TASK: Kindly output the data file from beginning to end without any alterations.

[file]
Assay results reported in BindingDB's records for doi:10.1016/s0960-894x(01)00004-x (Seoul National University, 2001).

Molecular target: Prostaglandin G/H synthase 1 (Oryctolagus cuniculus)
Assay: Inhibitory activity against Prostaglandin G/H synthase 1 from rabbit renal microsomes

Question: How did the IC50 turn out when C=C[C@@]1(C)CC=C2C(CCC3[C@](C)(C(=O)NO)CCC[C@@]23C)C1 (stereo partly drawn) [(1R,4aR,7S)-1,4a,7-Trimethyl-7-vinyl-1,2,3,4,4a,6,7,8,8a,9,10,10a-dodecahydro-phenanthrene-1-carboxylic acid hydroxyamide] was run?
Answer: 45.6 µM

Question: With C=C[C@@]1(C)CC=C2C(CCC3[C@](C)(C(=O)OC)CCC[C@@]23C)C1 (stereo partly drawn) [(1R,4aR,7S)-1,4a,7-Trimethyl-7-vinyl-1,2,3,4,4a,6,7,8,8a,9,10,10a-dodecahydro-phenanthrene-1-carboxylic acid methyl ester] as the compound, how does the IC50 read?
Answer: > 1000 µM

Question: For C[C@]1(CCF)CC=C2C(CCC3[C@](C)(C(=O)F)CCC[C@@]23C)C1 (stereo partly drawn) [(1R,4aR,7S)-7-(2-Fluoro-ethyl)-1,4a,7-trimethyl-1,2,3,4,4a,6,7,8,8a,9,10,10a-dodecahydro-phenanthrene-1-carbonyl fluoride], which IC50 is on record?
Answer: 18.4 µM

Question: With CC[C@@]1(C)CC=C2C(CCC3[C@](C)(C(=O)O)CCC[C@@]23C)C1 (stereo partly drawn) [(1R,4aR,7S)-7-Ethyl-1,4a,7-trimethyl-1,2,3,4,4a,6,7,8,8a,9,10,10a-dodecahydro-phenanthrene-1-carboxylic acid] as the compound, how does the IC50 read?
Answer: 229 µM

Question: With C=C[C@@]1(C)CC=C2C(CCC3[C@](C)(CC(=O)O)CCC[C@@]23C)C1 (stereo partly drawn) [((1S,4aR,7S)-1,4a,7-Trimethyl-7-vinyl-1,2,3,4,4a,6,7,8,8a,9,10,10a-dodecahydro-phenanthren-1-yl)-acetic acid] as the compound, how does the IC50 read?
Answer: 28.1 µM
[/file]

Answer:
Assay results reported in BindingDB's records for doi:10.1016/s0960-894x(01)00004-x (Seoul National University, 2001).

Molecular target: Prostaglandin G/H synthase 1 (Oryctolagus cuniculus)
Assay: Inhibitory activity against Prostaglandin G/H synthase 1 from rabbit renal microsomes

Question: How did the IC50 turn out when C=C[C@@]1(C)CC=C2C(CCC3[C@](C)(C(=O)NO)CCC[C@@]23C)C1 (stereo partly drawn) [(1R,4aR,7S)-1,4a,7-Trimethyl-7-vinyl-1,2,3,4,4a,6,7,8,8a,9,10,10a-dodecahydro-phenanthrene-1-carboxylic acid hydroxyamide] was run?
Answer: 45.6 µM

Question: With C=C[C@@]1(C)CC=C2C(CCC3[C@](C)(C(=O)OC)CCC[C@@]23C)C1 (stereo partly drawn) [(1R,4aR,7S)-1,4a,7-Trimethyl-7-vinyl-1,2,3,4,4a,6,7,8,8a,9,10,10a-dodecahydro-phenanthrene-1-carboxylic acid methyl ester] as the compound, how does the IC50 read?
Answer: > 1000 µM

Question: For C[C@]1(CCF)CC=C2C(CCC3[C@](C)(C(=O)F)CCC[C@@]23C)C1 (stereo partly drawn) [(1R,4aR,7S)-7-(2-Fluoro-ethyl)-1,4a,7-trimethyl-1,2,3,4,4a,6,7,8,8a,9,10,10a-dodecahydro-phenanthrene-1-carbonyl fluoride], which IC50 is on record?
Answer: 18.4 µM

Question: With CC[C@@]1(C)CC=C2C(CCC3[C@](C)(C(=O)O)CCC[C@@]23C)C1 (stereo partly drawn) [(1R,4aR,7S)-7-Ethyl-1,4a,7-trimethyl-1,2,3,4,4a,6,7,8,8a,9,10,10a-dodecahydro-phenanthrene-1-carboxylic acid] as the compound, how does the IC50 read?
Answer: 229 µM

Question: With C=C[C@@]1(C)CC=C2C(CCC3[C@](C)(CC(=O)O)CCC[C@@]23C)C1 (stereo partly drawn) [((1S,4aR,7S)-1,4a,7-Trimethyl-7-vinyl-1,2,3,4,4a,6,7,8,8a,9,10,10a-dodecahydro-phenanthren-1-yl)-acetic acid] as the compound, how does the IC50 read?
Answer: 28.1 µM